The Composer in the Community
The Institute is preparing a new book that begins with Benjamin Britten’s views on the place of the composer in the community as expressed in his Aspen lecture:
"I believe in roots, in associations, in backgrounds, in personal relationships. I want my music to be of use to people, to please them, to 'enhance their lives' (to use Berenson's phrase). I do not write for posterity - in any case the outlook for that is uncertain. I write music, now, in Aldeburgh, for people living there, and further afield, indeed for anyone who cares to play it or listen to it. But my music now has its roots, in where I live and work. And I only came to realise that in California in 1941". (First Aspen Award, 1964)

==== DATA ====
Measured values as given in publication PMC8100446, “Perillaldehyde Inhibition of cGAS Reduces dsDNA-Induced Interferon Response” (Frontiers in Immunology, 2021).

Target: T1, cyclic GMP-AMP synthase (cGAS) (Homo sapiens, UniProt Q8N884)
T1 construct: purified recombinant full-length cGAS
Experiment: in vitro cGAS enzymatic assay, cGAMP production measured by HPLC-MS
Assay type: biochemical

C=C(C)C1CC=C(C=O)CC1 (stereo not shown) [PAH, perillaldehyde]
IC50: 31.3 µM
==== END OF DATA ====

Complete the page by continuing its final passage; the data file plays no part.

It can be claimed that Britain has led the world in the last 50 years in exploring and engaging community context and participation.
This book will review the times since Britten from many angles, musical, social, political and so on. Contributors will include Gillian Moore, Howard Skempton, Colin Matthews, Christopher Fox, Trevor Wishart and Peter Wiegold.
The book has been supported by the Britten-Pears Foundation and will be launched as part of the Britten centenary celebrations in November 2013.
The book will be edited by Gigs Latham-Koenig and Peter Wiegold.